The 2018-19 Kentucky basketball season is officially over, but John Calipari is still hard at work putting the final touches on his next crop of talent in 2019-20. Right now, we have Tyrese Maxey and Dontaie Allen signed and ready to go, while Kahlil Whitney and Keion Brooks Jr. are committed to the program and will make it official after National Signing Day on April 17. Beyond those four, the Kentucky staff has a few tough decisions to make when filling out the rest of the upcoming roster, specifically when it comes to NBA Draft decisions. Until they know who stays and who goes, they don't exactly know how many players they need to close out their 2019 recruiting class and/or who they need to focus on when it comes to the graduate transfer market. So let's start with the big question... What is the latest when it comes to the NBA Draft?
NBA Draft decisionsBefore we go player-specific, let me just cut through the obvious. All players will meet with the coaching staff and their families before making an initial decision. Several players know what they're going to do, at least in the short term, and that news could come out within the next week or so. Ten years into the John Calipari Era at Kentucky, you guys know the typical offseason routine. That being said, players are now allowed to choose an agent to help them through the draft process, so that could certainly throw a wrench into things from a time perspective. In short, we won't know some final decisions until possibly May 29, the final day to withdraw from consideration.
PJ WashingtonI was told last offseason when Washington decided to return to school for a sophomore season that it would be his final year at Kentucky, really no matter what happened. He wanted to leave for the draft last year, and part of the agreement (with himself more than anything) was that he would do anything and everything it took to improve his stock before making the jump this offseason. He cut weight, got faster and more athletic, improved his jump shot, polished his post moves, and developed a stronger basketball IQ. In the process, his numbers dramatically improved and he became a consensus All-American player. Washington went through the process exactly right, and he will be rewarded for it in the form of a late-lottery selection this summer. Though a timetable isn't certain yet (sooner rather than later), he will be happily signing with an agent and entering the NBA Draft for good. As he should. That being said, Washington's decision to return has been big for John Calipari and his thoughts on the draft process/players returning to school. He even mentioned it on his radio show on Monday, saying he will be more comfortable telling fringe first-rounders it'd be in their best interest to return to school because he saw how much it benefitted Washington. This will impact multiple Kentucky players this offseason.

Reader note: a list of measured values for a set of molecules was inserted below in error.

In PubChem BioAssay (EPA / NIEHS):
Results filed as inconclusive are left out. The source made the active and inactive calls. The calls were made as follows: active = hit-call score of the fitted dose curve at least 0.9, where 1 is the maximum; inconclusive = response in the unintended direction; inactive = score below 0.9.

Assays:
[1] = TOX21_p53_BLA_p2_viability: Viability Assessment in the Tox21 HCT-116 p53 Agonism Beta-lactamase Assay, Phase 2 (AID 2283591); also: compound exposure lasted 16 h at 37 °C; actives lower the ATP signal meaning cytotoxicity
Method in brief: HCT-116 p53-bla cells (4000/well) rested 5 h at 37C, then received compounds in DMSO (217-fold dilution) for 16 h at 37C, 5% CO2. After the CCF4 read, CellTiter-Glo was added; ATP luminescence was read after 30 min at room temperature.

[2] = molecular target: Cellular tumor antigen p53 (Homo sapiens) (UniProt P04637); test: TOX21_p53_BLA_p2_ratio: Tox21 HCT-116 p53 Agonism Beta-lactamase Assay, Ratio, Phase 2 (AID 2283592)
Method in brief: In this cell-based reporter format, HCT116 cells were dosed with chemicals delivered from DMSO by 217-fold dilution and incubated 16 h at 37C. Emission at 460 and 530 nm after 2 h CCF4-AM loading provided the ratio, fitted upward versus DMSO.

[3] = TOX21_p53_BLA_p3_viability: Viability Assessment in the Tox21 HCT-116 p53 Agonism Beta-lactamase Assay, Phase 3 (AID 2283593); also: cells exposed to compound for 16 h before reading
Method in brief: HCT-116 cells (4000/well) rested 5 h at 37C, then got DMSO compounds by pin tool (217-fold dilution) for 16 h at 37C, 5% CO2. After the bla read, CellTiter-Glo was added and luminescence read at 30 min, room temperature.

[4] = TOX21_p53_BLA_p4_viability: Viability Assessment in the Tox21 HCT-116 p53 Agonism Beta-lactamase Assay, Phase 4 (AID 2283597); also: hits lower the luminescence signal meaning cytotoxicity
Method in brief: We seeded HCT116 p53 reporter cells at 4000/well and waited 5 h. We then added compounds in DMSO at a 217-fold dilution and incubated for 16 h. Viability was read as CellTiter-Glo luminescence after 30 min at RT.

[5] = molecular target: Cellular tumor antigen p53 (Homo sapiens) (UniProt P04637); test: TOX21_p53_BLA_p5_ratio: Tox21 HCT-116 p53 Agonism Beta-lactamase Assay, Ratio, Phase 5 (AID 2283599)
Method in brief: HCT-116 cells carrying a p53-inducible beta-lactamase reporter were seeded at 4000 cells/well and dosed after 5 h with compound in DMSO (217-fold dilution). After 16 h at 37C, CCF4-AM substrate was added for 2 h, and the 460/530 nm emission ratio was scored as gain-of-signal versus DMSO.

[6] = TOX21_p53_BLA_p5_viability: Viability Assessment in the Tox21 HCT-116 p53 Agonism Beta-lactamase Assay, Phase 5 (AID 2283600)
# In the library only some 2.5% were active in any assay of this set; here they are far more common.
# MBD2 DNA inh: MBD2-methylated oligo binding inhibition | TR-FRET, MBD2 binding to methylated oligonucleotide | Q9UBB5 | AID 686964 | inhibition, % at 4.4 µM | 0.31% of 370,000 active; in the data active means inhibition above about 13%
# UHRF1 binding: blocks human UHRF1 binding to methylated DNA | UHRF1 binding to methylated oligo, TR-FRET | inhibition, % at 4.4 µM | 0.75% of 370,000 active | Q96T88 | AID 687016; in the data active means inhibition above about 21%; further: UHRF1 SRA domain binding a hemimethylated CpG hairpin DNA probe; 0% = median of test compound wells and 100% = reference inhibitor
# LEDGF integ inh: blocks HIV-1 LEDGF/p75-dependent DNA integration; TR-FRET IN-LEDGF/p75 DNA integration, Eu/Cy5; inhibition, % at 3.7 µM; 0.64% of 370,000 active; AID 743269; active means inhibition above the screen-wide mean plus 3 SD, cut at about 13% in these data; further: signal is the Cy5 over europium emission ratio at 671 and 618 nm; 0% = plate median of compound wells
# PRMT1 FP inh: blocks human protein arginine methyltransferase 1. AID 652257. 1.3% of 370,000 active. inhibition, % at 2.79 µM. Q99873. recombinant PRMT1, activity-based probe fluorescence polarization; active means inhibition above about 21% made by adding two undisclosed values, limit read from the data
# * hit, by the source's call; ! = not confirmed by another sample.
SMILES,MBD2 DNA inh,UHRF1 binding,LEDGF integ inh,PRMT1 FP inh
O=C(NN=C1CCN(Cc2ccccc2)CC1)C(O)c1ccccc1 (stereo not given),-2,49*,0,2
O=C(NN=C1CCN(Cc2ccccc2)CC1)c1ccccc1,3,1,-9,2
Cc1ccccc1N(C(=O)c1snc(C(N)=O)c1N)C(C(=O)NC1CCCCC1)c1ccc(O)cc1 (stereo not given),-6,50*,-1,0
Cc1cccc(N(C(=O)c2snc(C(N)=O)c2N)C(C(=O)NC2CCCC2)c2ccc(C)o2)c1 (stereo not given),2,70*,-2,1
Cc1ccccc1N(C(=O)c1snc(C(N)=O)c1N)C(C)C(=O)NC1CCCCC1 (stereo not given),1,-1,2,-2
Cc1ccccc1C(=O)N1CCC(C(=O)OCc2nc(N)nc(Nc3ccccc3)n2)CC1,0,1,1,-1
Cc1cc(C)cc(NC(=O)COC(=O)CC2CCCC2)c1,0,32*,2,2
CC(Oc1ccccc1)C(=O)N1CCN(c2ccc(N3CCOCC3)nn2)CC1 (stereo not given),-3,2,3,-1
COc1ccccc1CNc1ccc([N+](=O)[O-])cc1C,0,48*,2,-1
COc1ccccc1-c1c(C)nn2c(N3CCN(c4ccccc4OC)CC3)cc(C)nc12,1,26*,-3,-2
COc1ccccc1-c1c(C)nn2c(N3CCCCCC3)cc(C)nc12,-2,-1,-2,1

Keldon JohnsonKentucky small forward Keldon Johnson had his moments this season, but it's no secret his total body of work certainly left a lot to be desired. He thrived against shorter, weaker opponents (Abilene Christian), but struggled against length and strength. Not a good sign for a player with immediate NBA dreams. While he could certainly benefit from another year in school, a frustrating little word called "potential" exists and NBA scouts are obsessed with it. And as a 6-foot-6 athletic freak with smooth shooting mechanics, Johnson falls right into that category. Johnson will likely be putting his name in the NBA Draft and letting the process play out completely. There may even be some last-minute rumors after the NBA Combine about him making a triumphant return and raising his draft stock as a sophomore, a la Kevin Knox last offseason. While that would be phenomenal for Kentucky, I just don't see Calipari letting a fringe lottery pick/certain first-rounder return to school, especially when the goal for him was to be a one-and-done going into the year.